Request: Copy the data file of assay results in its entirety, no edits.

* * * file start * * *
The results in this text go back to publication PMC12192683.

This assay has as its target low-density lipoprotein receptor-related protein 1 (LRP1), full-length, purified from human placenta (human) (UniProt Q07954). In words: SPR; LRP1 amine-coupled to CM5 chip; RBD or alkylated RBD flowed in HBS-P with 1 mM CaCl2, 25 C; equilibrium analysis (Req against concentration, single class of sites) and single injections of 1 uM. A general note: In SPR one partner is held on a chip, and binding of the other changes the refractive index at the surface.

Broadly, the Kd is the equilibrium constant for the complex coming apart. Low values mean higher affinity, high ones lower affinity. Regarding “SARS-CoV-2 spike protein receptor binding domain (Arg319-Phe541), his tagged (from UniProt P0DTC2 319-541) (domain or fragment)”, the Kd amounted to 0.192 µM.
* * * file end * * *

The results in this text go back to publication PMC12192683.

This assay has as its target low-density lipoprotein receptor-related protein 1 (LRP1), full-length, purified from human placenta (human) (UniProt Q07954). In words: SPR; LRP1 amine-coupled to CM5 chip; RBD or alkylated RBD flowed in HBS-P with 1 mM CaCl2, 25 C; equilibrium analysis (Req against concentration, single class of sites) and single injections of 1 uM. A general note: In SPR one partner is held on a chip, and binding of the other changes the refractive index at the surface.

Broadly, the Kd is the equilibrium constant for the complex coming apart. Low values mean higher affinity, high ones lower affinity. Regarding “SARS-CoV-2 spike protein receptor binding domain (Arg319-Phe541), his tagged (from UniProt P0DTC2 319-541) (domain or fragment)”, the Kd amounted to 0.192 µM.